Blood Ceremony - The Old Ways Remain
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Mesmerising and multi-faceted, Blood Ceremony have spent the last several years blurring the lines between heavy music’s past and present. Formed in Toronto, Canada, in 2006, they were swiftly heralded as a cut above the retro rock pack, armed as they were with a sound that incorporated the riff-driven power of doom, the woozy, warm glow of psychedelia and the flute-fuelled magick of acid folk and rootsy prog. After releasing their self-titled debut album through Rise Above Records in 2008, Blood Ceremony have been a superlative presence in the underground; expanding their sonic vision in multiple directions, as albums like 2013’s The Eldritch Dark and, most recently, Lord of Misrule (2016) set a new standard for kaleidoscopic, analogue fervour.
Seven years have passed since Blood Ceremony last released a full-length album, but that all changes in 2023. Pieced together during lockdown months, and brought to fruition with a host of esteemed special guests, the Canadians’ fifth album, The Old Ways Remain, is set to emerge in the spring. Diverse, hypnotic and eminently groovy, the new songs push Blood Ceremony’s sound into new territory while also honouring the atavistic ethos that has led them to such triumphs in the past. Initial plans to repeat the successful formula that birthed Lord of Misrule and fly to the UK to record again at Toe Rag Studios in London fell victim to Covid restrictions, and so Sean and his comrades – Alia O’Brien (vocals/flute/organ), Lucas Gadke (bass) and Michael Carillo (drums) – switched to a simpler but equally satisfying Plan B.
“By late 2021, we realised that if we were ever going to finish a new album, we’d just have to record locally and do it ourselves,” says guitarist Sean Kennedy. “And that’s what we did. We started rehearsing the material again and were still really excited by it. Once we revisited everything, we had a new burst of energy. We found a local studio that had what we needed and we were off! Recording nearby allowed us to bring in friends like Laura Bates from (fellow folk-doom crew) Völur to play fiddle, Joseph Shabason added saxophone to Eugenie, and Mike Eckert played pedal steel on Hecate. We produced ourselves, along with our friend, Paul Kehayas. We worked with an engineer named Chris Snow who immediately got what we were trying to do. Richard Whittaker mixed the tracks at his London, UK, studio, and we think he did a great job.”
A vital testament to Blood Ceremony’s collective efficacy, The Old Ways Remain is an album for those who love great songs, great riffs and cryptic tales from the outer limits. Along the way, there are strident, balls-out psych rockers like sizzling opener The Hellfire Club (which Sean Kennedy is at pains to say was written before Netflix smash Stranger Things co-opted the phrase!), the swinging, occult stomp of Ipsissimus, the sharp and catchy Hecate, and the absurdly groovy Lolly Willows (previously released as a single in 2019); while the more expansive likes of Eugenie, The Bonfires At Belloc Coombe and wistful closer Song Of The Morrow take the band’s music into gently unfamiliar territory, as their sonorous blend of heaviness and hallucination truly takes flight.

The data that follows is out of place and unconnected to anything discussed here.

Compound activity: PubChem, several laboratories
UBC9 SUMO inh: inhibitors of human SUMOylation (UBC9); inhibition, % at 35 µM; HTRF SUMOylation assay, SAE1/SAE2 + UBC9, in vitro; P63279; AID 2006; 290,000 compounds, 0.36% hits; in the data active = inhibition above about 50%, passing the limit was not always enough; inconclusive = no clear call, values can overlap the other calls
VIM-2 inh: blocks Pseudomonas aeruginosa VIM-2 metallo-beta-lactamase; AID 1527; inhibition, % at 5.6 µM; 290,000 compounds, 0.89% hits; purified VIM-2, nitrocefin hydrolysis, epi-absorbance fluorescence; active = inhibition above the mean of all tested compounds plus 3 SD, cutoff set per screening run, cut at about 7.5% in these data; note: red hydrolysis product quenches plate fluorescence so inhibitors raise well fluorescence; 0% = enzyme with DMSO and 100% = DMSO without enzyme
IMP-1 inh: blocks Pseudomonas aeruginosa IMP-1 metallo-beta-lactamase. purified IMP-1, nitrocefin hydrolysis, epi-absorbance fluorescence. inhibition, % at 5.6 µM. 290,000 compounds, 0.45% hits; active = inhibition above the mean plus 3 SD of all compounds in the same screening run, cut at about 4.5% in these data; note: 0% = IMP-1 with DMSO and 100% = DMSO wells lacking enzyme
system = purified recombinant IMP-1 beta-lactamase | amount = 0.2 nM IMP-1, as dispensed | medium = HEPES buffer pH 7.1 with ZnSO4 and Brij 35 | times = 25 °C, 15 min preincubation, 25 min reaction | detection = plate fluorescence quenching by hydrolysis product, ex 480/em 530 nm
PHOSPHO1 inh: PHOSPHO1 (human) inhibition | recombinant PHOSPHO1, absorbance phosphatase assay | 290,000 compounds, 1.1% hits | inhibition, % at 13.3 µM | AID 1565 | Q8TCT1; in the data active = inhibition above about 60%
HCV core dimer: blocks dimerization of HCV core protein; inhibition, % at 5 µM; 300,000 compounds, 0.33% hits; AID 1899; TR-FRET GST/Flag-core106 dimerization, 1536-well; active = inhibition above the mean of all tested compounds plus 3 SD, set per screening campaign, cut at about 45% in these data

“This album is a continuation of our sound, although with every album we try to push ourselves in some new musical directions,” Sean notes. “The album has some folk-rock songs, as well as some heavier tracks, and others with more of a pop vibe. Having said that, we can’t escape ourselves, and I think it will fit alongside our previous releases. One big difference with this record is that we included a song that wasn’t written by a band member. My wife, Amy Bowles, wrote Mossy Wood, which I think is a great folk-rock song. She had written it for an earlier group that she and I were in. It really fit the overall vibe of the record.”
And what a vibe that is. The Old Ways Remain stays true to Blood Ceremony’s illustrious past, and yet its reach is longer and broader than on any previous album. Nonetheless, the record’s title comes across as a renewed statement of intent, as the unwavering power of the riff and a huge dose of imagination collide once again, but with more style, class, and enduring impact than ever before.
“The Old Ways Remain is taken from a line in an earlier Blood Ceremony song,” Sean explains. “It seems appropriate, actually. We always seem to come back to this idea of the ancient world haunting the present. Arthur Machen explored this in books like The Hill of Dreams and his writing has been a big influence.”
Undeniably long-awaited but very much worth the wait, Blood Ceremony’s return promises to inject some otherworldly charm back into the underground. As their songwriting prowess grows and their music takes on deeper and brighter colours in response, the quartet are perfectly poised to renew their special relationship with nostalgic riff-worshippers everywhere. Come the spring, the Old Ways will cast their spell all over again.
“We’re looking forward to releasing The Old Ways Remain. It’s been a long time coming, so we’re eager to finally get the songs out there and we hope people enjoy them,” Sean concludes. We have a UK and European tour coming up in May 2023 with Uncle Acid and the Deadbeats which will be a great time. It’s been a rough few years, but the old ways remain and the ancient gods live on!”